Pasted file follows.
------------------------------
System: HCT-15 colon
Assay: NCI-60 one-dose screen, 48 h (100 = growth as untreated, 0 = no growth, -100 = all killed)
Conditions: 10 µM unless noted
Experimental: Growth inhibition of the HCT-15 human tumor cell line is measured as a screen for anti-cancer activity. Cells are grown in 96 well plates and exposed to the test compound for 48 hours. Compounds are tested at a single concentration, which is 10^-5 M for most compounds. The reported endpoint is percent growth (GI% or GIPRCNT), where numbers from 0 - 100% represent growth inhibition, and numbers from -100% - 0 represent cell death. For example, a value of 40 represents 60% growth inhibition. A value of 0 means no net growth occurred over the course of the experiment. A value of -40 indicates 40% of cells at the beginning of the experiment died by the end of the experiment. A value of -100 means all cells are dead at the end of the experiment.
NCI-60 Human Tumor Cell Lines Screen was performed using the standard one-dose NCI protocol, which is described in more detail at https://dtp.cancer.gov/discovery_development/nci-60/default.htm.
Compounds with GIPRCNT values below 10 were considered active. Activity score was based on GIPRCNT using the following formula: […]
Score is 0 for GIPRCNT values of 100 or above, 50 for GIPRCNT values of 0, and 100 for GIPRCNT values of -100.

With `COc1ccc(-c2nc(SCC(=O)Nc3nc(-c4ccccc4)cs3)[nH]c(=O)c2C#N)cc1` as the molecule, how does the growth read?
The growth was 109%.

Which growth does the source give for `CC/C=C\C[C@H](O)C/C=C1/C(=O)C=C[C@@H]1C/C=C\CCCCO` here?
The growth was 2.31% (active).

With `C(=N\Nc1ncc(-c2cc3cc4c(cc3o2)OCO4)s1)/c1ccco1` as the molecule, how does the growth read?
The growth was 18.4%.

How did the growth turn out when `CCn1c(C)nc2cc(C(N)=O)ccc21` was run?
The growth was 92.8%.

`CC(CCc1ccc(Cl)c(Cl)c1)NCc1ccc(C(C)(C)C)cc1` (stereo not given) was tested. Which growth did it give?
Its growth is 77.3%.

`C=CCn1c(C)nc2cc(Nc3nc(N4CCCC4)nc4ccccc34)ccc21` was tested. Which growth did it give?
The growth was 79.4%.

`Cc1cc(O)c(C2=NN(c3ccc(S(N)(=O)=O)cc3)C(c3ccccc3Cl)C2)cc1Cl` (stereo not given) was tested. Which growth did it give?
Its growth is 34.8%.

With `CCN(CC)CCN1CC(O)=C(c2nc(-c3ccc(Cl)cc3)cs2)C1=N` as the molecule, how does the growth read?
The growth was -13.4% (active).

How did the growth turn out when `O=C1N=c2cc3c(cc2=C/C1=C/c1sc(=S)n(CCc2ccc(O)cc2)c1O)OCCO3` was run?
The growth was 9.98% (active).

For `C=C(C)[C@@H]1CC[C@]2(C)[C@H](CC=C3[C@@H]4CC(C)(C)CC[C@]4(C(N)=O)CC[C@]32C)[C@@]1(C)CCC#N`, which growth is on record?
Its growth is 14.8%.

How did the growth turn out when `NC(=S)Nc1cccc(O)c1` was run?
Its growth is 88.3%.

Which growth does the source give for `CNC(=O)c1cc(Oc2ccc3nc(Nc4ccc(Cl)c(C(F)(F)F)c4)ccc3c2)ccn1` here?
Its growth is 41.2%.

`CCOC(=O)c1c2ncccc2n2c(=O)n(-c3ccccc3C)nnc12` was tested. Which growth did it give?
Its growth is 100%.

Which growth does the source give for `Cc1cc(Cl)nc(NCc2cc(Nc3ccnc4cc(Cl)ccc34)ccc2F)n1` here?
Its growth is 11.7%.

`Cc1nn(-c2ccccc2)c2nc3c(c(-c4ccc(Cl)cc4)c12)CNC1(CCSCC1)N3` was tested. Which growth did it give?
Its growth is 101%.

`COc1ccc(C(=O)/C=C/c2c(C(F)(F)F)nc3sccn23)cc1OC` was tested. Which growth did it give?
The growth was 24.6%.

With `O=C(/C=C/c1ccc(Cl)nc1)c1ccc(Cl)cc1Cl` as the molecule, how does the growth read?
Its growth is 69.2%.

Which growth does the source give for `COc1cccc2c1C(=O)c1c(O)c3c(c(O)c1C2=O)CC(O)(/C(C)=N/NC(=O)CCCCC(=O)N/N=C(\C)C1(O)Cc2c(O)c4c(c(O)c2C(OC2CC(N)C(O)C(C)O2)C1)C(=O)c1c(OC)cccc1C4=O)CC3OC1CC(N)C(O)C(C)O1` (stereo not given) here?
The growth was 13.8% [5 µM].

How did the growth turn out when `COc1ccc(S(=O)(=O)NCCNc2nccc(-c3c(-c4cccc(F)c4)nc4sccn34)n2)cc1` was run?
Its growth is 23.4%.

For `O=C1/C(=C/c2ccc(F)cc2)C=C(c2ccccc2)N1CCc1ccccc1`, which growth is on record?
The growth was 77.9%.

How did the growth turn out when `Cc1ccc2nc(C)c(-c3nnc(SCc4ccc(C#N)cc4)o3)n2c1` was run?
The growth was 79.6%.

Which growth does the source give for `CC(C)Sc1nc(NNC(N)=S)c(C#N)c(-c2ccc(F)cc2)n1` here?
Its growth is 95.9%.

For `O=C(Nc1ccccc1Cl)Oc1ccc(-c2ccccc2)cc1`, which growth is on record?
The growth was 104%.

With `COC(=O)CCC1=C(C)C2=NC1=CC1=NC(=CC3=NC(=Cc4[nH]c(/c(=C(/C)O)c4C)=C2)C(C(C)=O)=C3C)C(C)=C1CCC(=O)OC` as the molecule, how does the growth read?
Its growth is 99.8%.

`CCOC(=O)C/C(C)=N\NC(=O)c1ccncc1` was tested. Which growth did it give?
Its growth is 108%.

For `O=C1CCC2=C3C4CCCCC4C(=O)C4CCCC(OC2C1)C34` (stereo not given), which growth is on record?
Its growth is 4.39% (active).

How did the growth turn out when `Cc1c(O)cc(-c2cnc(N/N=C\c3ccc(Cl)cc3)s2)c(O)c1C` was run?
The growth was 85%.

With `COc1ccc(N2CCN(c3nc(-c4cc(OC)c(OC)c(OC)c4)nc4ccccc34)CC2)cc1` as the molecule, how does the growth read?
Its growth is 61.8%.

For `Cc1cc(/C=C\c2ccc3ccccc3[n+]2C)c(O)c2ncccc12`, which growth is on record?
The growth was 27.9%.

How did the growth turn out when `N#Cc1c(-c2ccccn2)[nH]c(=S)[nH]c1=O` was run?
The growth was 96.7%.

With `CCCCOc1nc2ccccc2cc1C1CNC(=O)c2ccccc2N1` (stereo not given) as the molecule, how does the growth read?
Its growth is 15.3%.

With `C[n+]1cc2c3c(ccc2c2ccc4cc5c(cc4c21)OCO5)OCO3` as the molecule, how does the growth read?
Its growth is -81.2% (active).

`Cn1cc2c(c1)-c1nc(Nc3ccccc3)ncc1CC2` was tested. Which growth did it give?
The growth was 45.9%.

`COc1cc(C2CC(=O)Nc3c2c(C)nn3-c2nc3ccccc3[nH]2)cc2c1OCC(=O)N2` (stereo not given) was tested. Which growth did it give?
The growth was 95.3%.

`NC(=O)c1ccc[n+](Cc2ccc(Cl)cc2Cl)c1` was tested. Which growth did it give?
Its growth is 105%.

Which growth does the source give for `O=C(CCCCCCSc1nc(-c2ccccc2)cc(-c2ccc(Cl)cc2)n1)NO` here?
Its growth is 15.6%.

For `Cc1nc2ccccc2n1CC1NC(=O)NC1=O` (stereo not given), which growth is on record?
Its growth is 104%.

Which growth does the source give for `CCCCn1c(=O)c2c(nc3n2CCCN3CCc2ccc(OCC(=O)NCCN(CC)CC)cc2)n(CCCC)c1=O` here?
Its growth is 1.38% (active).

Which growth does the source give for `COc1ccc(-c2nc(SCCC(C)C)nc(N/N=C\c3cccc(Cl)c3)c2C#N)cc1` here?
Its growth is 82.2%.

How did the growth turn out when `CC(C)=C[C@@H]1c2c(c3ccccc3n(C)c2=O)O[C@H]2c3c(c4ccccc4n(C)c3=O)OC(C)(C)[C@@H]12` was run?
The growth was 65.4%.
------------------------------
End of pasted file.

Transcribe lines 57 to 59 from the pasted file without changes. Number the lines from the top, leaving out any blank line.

Its growth is 108%.

For `O=C1CCC2=C3C4CCCCC4C(=O)C4CCCC(OC2C1)C34` (stereo not given), which growth is on record?
Its growth is 4.39% (active).